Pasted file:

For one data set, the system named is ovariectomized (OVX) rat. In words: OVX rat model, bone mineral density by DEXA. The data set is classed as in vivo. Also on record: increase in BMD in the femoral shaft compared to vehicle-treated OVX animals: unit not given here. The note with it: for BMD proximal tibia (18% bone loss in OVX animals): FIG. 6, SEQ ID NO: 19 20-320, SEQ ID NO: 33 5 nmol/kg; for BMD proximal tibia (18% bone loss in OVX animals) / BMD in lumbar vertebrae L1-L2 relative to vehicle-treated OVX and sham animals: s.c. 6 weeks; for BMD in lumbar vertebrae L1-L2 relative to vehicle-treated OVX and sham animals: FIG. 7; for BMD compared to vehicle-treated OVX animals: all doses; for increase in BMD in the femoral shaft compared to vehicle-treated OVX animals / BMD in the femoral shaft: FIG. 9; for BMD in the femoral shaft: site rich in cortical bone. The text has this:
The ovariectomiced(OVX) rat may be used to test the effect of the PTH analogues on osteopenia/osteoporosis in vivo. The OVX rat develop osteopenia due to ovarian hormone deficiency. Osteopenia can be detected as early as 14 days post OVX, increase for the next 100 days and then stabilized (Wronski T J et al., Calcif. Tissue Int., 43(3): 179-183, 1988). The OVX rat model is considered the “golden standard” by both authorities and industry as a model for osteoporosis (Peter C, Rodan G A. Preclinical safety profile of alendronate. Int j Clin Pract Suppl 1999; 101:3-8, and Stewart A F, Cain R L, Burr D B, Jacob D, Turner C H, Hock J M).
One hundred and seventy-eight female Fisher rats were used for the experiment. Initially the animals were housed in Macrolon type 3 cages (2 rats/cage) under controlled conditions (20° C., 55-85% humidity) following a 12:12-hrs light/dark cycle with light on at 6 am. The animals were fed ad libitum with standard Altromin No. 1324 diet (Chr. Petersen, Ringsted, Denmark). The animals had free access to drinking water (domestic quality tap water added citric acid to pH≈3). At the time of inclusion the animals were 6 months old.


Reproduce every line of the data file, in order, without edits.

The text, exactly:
For one data set, the system named is ovariectomized (OVX) rat. In words: OVX rat model, bone mineral density by DEXA. The data set is classed as in vivo. Also on record: increase in BMD in the femoral shaft compared to vehicle-treated OVX animals: unit not given here. The note with it: for BMD proximal tibia (18% bone loss in OVX animals): FIG. 6, SEQ ID NO: 19 20-320, SEQ ID NO: 33 5 nmol/kg; for BMD proximal tibia (18% bone loss in OVX animals) / BMD in lumbar vertebrae L1-L2 relative to vehicle-treated OVX and sham animals: s.c. 6 weeks; for BMD in lumbar vertebrae L1-L2 relative to vehicle-treated OVX and sham animals: FIG. 7; for BMD compared to vehicle-treated OVX animals: all doses; for increase in BMD in the femoral shaft compared to vehicle-treated OVX animals / BMD in the femoral shaft: FIG. 9; for BMD in the femoral shaft: site rich in cortical bone. The text has this:
The ovariectomiced(OVX) rat may be used to test the effect of the PTH analogues on osteopenia/osteoporosis in vivo. The OVX rat develop osteopenia due to ovarian hormone deficiency. Osteopenia can be detected as early as 14 days post OVX, increase for the next 100 days and then stabilized (Wronski T J et al., Calcif. Tissue Int., 43(3): 179-183, 1988). The OVX rat model is considered the “golden standard” by both authorities and industry as a model for osteoporosis (Peter C, Rodan G A. Preclinical safety profile of alendronate. Int j Clin Pract Suppl 1999; 101:3-8, and Stewart A F, Cain R L, Burr D B, Jacob D, Turner C H, Hock J M).
One hundred and seventy-eight female Fisher rats were used for the experiment. Initially the animals were housed in Macrolon type 3 cages (2 rats/cage) under controlled conditions (20° C., 55-85% humidity) following a 12:12-hrs light/dark cycle with light on at 6 am. The animals were fed ad libitum with standard Altromin No. 1324 diet (Chr. Petersen, Ringsted, Denmark). The animals had free access to drinking water (domestic quality tap water added citric acid to pH≈3). At the time of inclusion the animals were 6 months old.